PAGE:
Microscopy: Imaging far and wide
The idea of a microscope typically conjures up thoughts of a highly magnified image of a tiny sample captured in unprecedented detail. In principle, however, the physical mechanisms that allow us to see such microscopic details do not actually require the observed region or the specimen itself to be particularly small. Rather, the performance of a microscope is primarily limited by the diffraction of light as it passes through the various optical elements in the instrument.
The resolution of a microscope, , is defined as the shortest distance between two points on a specimen that can still be seen as two distinct points in the image. In 1873 Ernst Abbe showed that diffraction limited the resolution of a microscope to , where is the wavelength of the light, is the refractive index of the medium the light travels through, and is the half-angle at which the objective captures light from the sample: is also known as the "numerical aperture" of the objective.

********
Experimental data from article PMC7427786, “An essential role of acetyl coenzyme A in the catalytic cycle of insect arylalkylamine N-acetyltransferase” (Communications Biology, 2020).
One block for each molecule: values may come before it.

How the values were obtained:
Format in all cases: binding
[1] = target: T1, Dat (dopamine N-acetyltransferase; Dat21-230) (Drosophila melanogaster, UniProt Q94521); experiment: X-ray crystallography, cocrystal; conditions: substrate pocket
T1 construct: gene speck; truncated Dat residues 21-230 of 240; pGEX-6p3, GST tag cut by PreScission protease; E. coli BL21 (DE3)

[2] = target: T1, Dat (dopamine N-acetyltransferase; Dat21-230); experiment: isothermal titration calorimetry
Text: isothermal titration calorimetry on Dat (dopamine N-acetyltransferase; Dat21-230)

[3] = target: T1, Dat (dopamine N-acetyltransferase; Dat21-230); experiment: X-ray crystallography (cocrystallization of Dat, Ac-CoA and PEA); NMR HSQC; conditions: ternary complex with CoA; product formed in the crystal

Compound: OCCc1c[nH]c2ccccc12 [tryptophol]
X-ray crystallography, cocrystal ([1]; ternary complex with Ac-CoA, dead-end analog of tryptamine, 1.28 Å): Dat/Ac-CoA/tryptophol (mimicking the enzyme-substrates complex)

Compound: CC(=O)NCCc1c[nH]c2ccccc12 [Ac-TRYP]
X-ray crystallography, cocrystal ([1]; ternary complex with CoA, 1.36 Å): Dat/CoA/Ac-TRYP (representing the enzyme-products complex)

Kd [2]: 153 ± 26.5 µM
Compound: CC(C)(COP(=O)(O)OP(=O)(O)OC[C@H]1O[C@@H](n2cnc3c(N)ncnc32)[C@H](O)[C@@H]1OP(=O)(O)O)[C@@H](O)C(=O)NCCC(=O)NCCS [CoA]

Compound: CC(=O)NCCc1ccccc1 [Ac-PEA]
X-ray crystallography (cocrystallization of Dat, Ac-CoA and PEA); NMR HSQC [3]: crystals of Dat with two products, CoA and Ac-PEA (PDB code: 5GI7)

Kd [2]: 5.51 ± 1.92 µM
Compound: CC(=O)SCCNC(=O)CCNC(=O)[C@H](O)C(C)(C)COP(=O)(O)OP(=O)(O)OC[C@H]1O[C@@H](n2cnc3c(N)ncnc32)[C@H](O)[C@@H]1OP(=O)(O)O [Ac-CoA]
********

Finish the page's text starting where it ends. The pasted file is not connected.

As Abbe's equation makes clear, the resolution is independent of the magnification. Rather, it is the design of the objective that determines both the resolution of the microscope and its "field-of-view" (that is, the overall size of the sample that can be imaged). And although a variety of microscope objectives are available from commercial manufacturers, they are designed to either capture a fairly large field-of-view (typically a millimeter or so across) at low resolution, or a small field-of-view (typically a few hundred micrometers or less across) at high resolution. By contrast, to obtain a high-resolution image of a large specimen we need a combination of a large field-of-view, a long working distance (that is, the distance between the objective and the focal plane of the microscope), and a high numerical aperture: however, there are no commercial microscopes that offer this combination at present.